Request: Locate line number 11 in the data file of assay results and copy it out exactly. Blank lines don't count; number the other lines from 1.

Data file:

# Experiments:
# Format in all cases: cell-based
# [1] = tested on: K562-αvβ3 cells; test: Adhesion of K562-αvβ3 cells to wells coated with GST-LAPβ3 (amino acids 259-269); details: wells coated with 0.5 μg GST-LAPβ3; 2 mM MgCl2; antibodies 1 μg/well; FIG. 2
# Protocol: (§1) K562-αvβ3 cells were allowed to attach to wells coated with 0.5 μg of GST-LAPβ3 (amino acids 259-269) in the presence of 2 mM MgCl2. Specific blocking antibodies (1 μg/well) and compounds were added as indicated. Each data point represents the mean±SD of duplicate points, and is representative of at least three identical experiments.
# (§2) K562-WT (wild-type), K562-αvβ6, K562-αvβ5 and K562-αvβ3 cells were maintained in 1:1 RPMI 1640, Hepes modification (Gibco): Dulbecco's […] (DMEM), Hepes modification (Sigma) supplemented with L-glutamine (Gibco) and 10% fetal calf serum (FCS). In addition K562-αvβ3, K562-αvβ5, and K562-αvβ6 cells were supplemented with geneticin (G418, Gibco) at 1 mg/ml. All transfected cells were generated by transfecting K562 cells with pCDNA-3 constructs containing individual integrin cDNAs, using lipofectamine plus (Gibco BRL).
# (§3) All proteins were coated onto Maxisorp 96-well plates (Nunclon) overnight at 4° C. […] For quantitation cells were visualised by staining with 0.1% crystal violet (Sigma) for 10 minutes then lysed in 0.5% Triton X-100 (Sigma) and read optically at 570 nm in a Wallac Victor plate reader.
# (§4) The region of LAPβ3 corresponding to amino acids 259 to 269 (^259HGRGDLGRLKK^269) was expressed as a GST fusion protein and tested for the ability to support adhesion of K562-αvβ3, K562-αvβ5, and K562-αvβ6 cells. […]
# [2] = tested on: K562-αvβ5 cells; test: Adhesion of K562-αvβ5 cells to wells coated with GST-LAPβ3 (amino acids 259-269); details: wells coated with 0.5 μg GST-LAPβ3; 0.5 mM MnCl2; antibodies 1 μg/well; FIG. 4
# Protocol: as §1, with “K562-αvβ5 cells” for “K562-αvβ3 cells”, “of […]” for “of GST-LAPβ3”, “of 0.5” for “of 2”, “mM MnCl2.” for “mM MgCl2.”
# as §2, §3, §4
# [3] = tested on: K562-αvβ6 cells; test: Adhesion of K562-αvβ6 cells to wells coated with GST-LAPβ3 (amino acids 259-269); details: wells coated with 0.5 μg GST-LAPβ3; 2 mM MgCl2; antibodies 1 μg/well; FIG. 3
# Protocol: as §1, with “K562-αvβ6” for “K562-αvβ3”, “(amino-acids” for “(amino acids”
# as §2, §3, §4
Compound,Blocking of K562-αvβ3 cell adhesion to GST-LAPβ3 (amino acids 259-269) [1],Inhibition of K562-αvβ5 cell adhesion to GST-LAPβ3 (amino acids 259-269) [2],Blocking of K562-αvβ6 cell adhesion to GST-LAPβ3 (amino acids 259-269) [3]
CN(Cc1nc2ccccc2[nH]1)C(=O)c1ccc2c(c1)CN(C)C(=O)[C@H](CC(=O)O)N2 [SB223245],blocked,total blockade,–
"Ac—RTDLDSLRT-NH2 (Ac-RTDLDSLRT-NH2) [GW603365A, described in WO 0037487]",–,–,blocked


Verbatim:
# [3] = tested on: K562-αvβ6 cells; test: Adhesion of K562-αvβ6 cells to wells coated with GST-LAPβ3 (amino acids 259-269); details: wells coated with 0.5 μg GST-LAPβ3; 2 mM MgCl2; antibodies 1 μg/well; FIG. 3